Defending Free Speech, edited by Steve Simpson. Irvine, CA: Ayn Rand Institute Press, 2016. 136 pp. $6.95 (paperback).
Steve Simpson’s excellent new anthology, Defending Free Speech, opens with a 1989 essay by Leonard Peikoff titled “Religious Terrorism vs. Free Speech.” Commenting on the Iranian persecution of Salman Rushdie (author of The Satanic Verses)—and the failure of the U.S. government to protect Rushdie and his publishers against violent reprisals—Peikoff wrote:
Civilization depends on reason; freedom means the freedom to think, then act accordingly; the rights of free speech and a free press implement the sovereignty of reason over brute force. If civilized existence is to be possible, the right of the individual to exercise his rational faculty must be inviolable.
Peikoff went on to point out that politicians and pundits on both the religious right and the relativist left were too timid to take action or even speak out against these atrocities. The reason? Both had abandoned the fundamental principles needed to defend free speech. The religious right was hamstrung by religion: How could they defend Rushdie’s blasphemy if they were willing to ban Darwin from classrooms? The left offered a tepid defense, but they were constrained by cultural relativism and collectivism, which they had learned from their university professors. “The clear and present danger,” Peikoff continued,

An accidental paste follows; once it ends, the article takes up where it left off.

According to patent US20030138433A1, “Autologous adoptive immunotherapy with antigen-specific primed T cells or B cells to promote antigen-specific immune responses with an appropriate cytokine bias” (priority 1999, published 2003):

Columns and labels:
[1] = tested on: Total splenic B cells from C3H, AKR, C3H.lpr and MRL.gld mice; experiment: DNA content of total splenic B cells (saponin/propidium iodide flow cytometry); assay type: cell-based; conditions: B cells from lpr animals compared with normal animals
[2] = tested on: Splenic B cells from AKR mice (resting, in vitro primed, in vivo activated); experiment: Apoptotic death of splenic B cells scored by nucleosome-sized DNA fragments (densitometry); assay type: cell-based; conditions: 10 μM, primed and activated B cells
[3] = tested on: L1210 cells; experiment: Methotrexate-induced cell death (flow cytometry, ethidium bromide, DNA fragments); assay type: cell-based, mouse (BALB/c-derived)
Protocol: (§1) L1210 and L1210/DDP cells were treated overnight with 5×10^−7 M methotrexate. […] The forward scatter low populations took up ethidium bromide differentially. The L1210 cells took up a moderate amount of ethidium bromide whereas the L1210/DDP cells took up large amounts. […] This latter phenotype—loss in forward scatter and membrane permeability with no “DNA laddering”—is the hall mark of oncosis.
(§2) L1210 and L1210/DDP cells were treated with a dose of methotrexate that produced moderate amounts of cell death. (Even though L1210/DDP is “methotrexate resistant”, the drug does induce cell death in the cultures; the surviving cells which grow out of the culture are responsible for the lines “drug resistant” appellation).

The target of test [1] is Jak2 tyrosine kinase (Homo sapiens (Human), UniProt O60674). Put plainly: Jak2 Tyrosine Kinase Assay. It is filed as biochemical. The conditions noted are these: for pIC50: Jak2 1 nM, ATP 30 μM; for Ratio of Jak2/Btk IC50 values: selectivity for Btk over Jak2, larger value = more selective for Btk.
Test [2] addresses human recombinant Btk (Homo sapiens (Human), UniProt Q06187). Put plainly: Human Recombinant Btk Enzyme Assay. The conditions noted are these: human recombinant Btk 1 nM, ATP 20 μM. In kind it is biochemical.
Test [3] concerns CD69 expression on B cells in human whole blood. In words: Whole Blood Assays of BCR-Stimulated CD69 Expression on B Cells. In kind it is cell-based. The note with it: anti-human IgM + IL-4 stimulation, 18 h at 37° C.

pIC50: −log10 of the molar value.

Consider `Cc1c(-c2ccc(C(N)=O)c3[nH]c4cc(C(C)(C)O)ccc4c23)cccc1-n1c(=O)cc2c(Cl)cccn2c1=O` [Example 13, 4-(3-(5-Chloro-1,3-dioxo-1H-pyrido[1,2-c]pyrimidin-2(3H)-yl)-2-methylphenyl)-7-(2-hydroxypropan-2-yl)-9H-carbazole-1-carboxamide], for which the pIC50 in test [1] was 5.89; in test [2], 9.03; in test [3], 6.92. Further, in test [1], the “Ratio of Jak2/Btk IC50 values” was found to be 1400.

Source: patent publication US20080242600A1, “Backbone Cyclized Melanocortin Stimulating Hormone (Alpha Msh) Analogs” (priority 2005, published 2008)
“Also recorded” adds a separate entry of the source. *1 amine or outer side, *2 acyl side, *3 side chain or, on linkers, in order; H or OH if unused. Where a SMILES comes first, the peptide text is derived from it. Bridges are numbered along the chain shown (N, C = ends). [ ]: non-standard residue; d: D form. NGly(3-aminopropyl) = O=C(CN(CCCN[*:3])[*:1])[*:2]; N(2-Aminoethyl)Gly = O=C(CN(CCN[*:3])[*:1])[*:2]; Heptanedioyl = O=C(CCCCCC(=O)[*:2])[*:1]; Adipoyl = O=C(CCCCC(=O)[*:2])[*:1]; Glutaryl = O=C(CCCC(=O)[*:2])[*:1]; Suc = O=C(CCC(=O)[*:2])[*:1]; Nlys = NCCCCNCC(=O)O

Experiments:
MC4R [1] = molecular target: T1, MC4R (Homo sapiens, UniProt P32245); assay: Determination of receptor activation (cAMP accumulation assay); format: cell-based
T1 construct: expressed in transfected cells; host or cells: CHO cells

is that writers and publishers will begin, as a desperate measure of self-defense, to practice self-censorship—to speak, write, and publish with the implicit thought in mind: “What group will this offend and to what acts of aggression will I then be vulnerable?” (5)
Fast-forward nearly three decades to an Objectivist conference the Ayn Rand Institute hosted in 2016. During the Q&A following a presentation, an earnest college student publicly thanked the speakers for providing a “safe place” to speak out in favor of capitalism. Such a place, he said, did not exist on his university campus.
Older members of the audience—this writer included—were dumbstruck. Did this young person really have to travel hundreds of miles to a private conference just to speak his mind? Further, if students cannot feel “safe” defending a controversial point of view on their own campus, is it because they have been nudged into “self-censorship”?
In the years since Peikoff sounded his warning, attacks on free speech have become more blatant, including attempts by government itself to suppress speech. For example, prior to the 2012 election, the IRS attempted to restrict the political speech of Tea Party groups by denying them tax-exempt status. And recently, in a naked attempt at intimidation, the attorney general of Massachusetts issued a subpoena of ExxonMobil’s email correspondence, including the company’s correspondence with Alex Epstein, author of The Moral Case For Fossil Fuels and an outspoken critic of government energy policy. . . .